Willow Pond Thanksgiving Recipes



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The most important step in gravy making is the preparation of the roux. Roux is the French word for "red" and at some point in the came to mean a flour that had been cooked long enough to change color. François Pierre de la Varenne, a court chef during the French King Louis XIV's reign, is credited with introducing it in his 1651 cookbook, Le Cuisinier Français.

Roughly equal volumes of fat (often butter) and flour are gently heated in a pan and stirred until the flour no longer has that characteristic "cereal" odor and the desired color has been attained. In the case of brown sauces and gravy, the flour is made to contribute to the color and flavor by being browned as the meat and vegetables have been. The more the flour is browned, however, the less power it has to thicken, for the same reason that caramelized sugar is less sweet than plain sugar.

In each case, the carbohydrates are broken down and transformed in the browning reaction, so that there is a net loss of the original material and its particular properties. You will need more of a dark brown roux to thicken a given amount of liquid, then, than you will of a pale roux. In addition to improving the flavor and sometimes the color of sauces, the practice of precooking the flour improves the dispersion of both starch and fat together when added to a watery stock, and if the butter were dropped in as a lump, it would take a great deal more stirring than a roux does to be evenly dispersed. Finally, precooking inactivates the starch-digesting enzymes present in the flour that might otherwise break down some amylose molecules when liquid is added, and thus thin the sauce.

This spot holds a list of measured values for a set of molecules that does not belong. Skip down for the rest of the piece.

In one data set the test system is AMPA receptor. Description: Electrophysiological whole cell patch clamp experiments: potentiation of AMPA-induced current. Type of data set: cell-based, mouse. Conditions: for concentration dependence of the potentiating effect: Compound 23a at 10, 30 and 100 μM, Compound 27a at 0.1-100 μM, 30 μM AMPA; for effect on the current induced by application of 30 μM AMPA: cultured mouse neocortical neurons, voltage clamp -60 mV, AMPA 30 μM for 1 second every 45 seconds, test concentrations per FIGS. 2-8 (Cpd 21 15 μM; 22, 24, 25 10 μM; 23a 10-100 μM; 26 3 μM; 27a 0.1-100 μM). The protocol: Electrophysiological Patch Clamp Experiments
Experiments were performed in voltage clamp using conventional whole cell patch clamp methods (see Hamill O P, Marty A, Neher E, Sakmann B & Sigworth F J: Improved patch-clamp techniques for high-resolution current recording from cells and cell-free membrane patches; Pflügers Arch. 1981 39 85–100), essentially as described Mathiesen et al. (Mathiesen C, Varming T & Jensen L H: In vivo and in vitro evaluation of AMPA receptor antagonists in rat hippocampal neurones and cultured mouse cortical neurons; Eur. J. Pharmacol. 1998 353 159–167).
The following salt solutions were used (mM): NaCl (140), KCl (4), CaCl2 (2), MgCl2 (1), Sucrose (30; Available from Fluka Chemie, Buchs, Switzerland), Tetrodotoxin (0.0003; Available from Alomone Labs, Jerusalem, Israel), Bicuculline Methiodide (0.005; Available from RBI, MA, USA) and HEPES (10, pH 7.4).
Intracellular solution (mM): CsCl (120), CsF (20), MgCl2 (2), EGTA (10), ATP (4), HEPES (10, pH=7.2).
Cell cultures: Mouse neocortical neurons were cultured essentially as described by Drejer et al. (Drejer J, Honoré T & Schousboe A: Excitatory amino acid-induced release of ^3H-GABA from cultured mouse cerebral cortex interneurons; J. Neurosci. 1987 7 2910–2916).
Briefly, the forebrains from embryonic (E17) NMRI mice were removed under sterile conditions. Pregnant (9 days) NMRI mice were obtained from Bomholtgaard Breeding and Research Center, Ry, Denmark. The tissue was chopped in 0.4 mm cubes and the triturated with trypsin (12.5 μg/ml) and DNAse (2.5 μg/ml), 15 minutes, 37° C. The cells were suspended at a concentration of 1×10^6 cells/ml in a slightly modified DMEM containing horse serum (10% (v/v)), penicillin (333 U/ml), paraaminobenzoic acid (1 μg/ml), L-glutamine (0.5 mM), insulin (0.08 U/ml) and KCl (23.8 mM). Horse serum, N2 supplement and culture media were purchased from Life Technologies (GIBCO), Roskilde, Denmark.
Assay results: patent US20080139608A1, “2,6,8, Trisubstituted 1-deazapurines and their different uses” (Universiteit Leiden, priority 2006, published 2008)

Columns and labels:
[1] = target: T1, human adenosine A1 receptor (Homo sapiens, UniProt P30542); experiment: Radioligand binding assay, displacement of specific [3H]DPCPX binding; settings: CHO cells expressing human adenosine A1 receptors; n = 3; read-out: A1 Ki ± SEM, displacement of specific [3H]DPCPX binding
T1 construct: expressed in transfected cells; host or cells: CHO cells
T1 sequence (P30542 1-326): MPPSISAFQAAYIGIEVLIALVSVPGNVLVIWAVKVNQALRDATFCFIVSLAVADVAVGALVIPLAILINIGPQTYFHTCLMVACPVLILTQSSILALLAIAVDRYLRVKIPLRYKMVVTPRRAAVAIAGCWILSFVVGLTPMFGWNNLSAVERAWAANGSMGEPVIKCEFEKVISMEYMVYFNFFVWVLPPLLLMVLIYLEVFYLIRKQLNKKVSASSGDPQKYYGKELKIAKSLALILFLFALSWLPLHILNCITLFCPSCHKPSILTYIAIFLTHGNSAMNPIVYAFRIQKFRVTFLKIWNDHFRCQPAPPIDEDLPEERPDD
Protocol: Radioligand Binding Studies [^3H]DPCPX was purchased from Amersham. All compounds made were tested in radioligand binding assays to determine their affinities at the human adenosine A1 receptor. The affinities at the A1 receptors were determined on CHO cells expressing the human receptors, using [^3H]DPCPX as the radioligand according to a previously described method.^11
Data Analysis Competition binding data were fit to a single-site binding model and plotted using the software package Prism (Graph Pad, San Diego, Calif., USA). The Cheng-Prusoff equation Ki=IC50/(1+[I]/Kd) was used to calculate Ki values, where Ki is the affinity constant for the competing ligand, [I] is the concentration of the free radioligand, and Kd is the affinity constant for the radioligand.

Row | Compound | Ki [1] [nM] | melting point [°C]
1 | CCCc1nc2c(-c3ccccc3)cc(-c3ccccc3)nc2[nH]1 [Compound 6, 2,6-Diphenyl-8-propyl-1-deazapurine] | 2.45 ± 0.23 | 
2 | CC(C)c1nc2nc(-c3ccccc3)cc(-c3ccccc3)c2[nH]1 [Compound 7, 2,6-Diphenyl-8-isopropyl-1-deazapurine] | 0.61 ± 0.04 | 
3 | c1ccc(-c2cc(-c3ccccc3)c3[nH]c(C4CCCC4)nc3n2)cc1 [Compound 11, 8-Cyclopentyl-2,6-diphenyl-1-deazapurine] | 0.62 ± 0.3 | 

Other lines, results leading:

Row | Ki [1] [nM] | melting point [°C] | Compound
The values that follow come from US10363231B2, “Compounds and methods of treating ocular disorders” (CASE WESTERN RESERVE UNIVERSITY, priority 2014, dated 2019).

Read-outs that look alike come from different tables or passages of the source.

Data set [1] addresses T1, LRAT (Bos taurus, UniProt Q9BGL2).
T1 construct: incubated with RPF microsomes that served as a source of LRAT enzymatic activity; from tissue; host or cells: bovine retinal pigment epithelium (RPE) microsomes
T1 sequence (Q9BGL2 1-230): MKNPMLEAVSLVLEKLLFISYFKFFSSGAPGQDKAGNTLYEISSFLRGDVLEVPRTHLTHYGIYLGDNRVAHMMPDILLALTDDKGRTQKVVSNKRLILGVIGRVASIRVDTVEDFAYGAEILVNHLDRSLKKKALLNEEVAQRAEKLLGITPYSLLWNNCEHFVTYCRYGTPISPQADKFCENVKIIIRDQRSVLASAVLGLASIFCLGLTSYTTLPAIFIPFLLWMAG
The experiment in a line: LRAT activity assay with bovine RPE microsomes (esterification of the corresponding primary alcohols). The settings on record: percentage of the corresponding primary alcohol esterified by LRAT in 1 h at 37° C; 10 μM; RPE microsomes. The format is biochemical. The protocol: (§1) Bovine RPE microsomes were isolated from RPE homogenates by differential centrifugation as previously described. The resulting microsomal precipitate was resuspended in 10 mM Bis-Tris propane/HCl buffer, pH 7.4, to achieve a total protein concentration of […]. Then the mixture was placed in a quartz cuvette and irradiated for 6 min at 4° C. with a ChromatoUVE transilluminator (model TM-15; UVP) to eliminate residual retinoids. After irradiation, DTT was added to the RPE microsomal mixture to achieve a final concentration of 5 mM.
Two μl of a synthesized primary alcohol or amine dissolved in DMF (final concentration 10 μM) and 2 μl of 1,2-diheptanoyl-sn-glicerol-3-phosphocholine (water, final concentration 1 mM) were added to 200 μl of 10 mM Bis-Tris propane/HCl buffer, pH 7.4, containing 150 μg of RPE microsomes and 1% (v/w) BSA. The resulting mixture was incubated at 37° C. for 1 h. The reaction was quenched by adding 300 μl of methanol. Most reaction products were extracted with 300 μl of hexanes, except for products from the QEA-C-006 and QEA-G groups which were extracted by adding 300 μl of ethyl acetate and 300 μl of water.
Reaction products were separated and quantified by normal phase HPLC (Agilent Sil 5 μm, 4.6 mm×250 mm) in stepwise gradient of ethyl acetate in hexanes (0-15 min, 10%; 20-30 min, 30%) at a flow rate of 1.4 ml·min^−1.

Once the roux has been added to the stock, the mixture is allowed to simmer for quite a while. During this time, the flavor is concentrated as water evaporates, and the starch granules dissolve and disperse among the gelatin molecules, with a very smooth texture the result.

Another advantage of (de)boning the turkey is that all ingredients are available well before the turkey has finished its cooking, allowing ample time to make a perfect gravy.

The ingredients:

  • 4 cups of hot homemade turkey stock and/or juices that have accumulated from cooking the turkey.
  • 1 cup of turkey fat from the surface of the stock (or fat plus butter, or butter only)
  • 1 cup of flour
  • salt, to taste
  • white ground pepper, to taste
  • mushrooms, fresh or dried and rehydrated (optional)
  • a few sprigs of fresh rosemary and/or sage, chopped very fine or ground in a spice mill (optional)


Make a roux by heating the reserved turkey fat and enough butter to make 1 cup in a sauté pan. When the fat is hot, add flour and whisk to combine. Continuously stir over low to moderate heat until it becomes a brownish carmel color with a slightly nutty aroma. This will take about 30 minutes or so.

Remove from heat and remove about half of the roux from the pan to a bowl or container. (Any leftover roux can be kept refrigerated and used for making sauces and additional gravy to go with the leftovers).

Whisk in the hot turkey stock in small portions to the roux remaining in the pan. Continue whisking until all the stock is added an it is very smooth. Once the turkey has finished its cooking, accumulated juices from the pan can be added as well.

Correct seasonings, add optional ingredients, and continue to cook slowly with occasional stirring.

Add a little more stock if too thick; add a spoonful of reserved roux if the gravy is too thin.

McGee H. On Food and Cooking: The Science and Lore of the Kitchen (1984) p 344-5 (Roux and starch-thickened sauces)
Starch in Food. Chapter 7 in Food Carbohydrate Chemistry by Ronald E. Wrolstad (2012) Wiley-Blackwell

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